One thing that regular bargain hunter pipistrellus
had put me onto before our visit was the Wagamama website, which regularly contains offers for various branches, and as the food is of a consistent good quality across the chain all you need to do is make your way to a nearby branch to take advantage. chiller
and I enjoyed a free side dish (chicken, I think), and pipistrellus
and I downed a free bottle of wine on our visit to the Soho branch a couple of days later.
In summary, Wagamama's produces food of a consistent good quality that, if not exactly exciting, is excellent value for money.chiller
on the other hand offers excellent company, but I cannot comment on her value for money.
|Friday, November 11th, 2005|
S&M Cafe reviewed
Today we indulged in a spot of S&M. No, the S&M Cafe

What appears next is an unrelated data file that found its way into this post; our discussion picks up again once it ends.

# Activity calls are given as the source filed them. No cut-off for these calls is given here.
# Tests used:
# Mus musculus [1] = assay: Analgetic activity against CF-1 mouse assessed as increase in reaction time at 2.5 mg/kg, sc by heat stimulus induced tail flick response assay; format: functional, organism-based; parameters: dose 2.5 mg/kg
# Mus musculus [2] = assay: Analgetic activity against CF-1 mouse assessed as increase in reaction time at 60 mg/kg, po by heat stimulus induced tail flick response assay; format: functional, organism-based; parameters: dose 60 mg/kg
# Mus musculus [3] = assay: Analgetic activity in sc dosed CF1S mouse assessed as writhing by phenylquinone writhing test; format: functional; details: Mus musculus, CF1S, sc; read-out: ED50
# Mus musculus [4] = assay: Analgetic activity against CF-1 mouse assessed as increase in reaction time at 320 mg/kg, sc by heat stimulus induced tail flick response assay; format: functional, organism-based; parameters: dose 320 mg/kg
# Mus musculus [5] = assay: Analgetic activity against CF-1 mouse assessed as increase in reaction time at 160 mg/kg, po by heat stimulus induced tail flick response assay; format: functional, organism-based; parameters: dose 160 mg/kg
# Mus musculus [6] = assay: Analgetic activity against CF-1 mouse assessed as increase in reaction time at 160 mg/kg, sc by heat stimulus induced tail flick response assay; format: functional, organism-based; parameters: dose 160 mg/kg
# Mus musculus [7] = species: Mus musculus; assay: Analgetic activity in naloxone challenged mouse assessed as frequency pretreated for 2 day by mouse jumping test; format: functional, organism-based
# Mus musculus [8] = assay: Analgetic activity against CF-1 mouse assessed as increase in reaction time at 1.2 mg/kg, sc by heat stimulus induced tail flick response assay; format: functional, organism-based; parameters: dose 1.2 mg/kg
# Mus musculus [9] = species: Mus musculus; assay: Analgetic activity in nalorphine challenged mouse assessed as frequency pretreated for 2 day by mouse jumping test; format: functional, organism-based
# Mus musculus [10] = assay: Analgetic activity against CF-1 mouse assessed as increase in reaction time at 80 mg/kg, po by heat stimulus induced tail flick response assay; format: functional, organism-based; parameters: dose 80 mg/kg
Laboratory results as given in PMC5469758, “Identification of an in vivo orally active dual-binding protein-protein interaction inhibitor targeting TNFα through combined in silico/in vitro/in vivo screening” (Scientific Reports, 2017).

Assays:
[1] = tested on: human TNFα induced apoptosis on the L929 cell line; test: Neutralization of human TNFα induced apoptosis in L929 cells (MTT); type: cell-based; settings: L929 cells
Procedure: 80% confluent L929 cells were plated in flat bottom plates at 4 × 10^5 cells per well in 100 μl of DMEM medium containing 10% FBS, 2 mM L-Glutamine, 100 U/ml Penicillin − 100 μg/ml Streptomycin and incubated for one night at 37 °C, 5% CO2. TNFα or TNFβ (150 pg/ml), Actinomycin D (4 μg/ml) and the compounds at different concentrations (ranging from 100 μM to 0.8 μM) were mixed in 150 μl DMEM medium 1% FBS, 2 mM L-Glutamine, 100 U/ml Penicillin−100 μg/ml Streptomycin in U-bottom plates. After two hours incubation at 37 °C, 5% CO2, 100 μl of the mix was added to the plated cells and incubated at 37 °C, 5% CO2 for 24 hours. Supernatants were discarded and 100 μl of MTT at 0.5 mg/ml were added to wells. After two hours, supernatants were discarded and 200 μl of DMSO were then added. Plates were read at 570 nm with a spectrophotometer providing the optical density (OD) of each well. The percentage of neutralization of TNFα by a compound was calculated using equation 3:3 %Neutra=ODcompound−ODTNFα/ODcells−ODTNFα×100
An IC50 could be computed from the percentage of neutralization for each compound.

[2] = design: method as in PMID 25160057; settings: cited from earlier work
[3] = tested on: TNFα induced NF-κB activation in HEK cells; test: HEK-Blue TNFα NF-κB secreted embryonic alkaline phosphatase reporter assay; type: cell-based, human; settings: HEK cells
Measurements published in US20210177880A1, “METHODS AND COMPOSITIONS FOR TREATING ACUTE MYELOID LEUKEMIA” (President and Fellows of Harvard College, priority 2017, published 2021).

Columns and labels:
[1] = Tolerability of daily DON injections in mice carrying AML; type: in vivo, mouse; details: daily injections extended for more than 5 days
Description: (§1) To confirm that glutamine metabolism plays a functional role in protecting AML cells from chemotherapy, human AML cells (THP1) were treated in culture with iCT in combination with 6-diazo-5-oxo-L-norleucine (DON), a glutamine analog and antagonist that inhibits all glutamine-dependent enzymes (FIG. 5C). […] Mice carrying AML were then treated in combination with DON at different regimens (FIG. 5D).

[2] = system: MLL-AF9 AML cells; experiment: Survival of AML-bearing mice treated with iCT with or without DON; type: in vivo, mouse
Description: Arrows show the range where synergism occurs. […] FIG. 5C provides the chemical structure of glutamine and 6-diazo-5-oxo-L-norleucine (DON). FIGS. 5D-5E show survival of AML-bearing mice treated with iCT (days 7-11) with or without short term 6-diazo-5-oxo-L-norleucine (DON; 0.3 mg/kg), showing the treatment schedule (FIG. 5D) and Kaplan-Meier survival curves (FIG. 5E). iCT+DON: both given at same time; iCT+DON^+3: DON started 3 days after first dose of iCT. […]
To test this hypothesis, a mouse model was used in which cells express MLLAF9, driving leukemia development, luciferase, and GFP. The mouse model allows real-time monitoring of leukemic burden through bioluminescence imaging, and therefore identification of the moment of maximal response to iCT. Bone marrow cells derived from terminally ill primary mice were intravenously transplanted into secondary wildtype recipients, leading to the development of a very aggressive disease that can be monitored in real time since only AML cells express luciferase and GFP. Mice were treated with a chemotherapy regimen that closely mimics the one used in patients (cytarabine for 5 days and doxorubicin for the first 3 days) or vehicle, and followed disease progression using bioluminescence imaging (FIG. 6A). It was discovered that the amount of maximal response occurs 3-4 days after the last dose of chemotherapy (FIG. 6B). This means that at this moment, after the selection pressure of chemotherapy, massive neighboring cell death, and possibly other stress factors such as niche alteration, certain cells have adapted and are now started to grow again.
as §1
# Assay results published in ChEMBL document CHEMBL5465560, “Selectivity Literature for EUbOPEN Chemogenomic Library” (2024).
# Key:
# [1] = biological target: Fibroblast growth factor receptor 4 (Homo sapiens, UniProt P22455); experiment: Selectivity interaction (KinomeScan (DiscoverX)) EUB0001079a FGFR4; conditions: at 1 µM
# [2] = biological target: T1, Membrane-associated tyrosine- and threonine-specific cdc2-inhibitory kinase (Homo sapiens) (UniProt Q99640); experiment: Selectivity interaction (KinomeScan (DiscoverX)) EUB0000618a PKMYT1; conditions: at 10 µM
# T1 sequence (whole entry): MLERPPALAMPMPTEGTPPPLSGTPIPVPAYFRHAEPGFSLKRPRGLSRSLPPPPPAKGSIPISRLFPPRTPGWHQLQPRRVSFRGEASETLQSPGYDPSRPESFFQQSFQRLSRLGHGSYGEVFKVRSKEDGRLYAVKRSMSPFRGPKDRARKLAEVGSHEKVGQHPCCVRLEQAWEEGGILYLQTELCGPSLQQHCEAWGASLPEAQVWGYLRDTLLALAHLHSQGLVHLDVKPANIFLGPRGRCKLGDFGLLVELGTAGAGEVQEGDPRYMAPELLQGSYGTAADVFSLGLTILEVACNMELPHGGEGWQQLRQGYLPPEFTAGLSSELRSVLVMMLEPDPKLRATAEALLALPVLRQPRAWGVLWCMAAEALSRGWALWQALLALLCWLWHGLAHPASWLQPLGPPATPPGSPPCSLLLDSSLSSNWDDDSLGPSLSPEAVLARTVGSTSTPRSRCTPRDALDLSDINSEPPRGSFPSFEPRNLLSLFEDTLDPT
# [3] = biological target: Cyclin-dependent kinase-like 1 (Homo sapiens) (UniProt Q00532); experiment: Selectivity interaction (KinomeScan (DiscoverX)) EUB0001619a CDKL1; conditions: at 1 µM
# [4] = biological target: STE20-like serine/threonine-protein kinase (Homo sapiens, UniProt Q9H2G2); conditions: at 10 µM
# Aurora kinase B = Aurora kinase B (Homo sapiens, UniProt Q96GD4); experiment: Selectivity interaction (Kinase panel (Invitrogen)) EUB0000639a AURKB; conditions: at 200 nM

, silly, where S stands for Sausages and M stands for Mash! Being the_square_mile
, of course we chose the branch on 48 Brushfield Street, just round the corner from Liverpool Street Station and Spitalfields Market.
I arrived first, at 12 noon sharp, and asked for a table for three. SOME places in the city won't let you do that for lunch *coughK10cough*; they make you wait until your whole party has turned up, but the cheerful, friendly S&M service came through and even let me choose the table.cornfedpig
arrived very shortly afterward, and we got down to the pleasant business of choosing which type of sausages, which type of mash, and which type of gravy to have! You see, at the S&M cafe you get to mix and match your meal to suit your preferences. With about 15 kinds of sausages (including three vegetarian types), 4 kinds of mash, and 3 kinds of gravy, mathematics tells me that you can eat a typical two-sausage combo 543950844 times and never repeat the same meal twice! (Ok, I made that up.)
They also have other things on the menu, including black pudding fritters (cornfedpig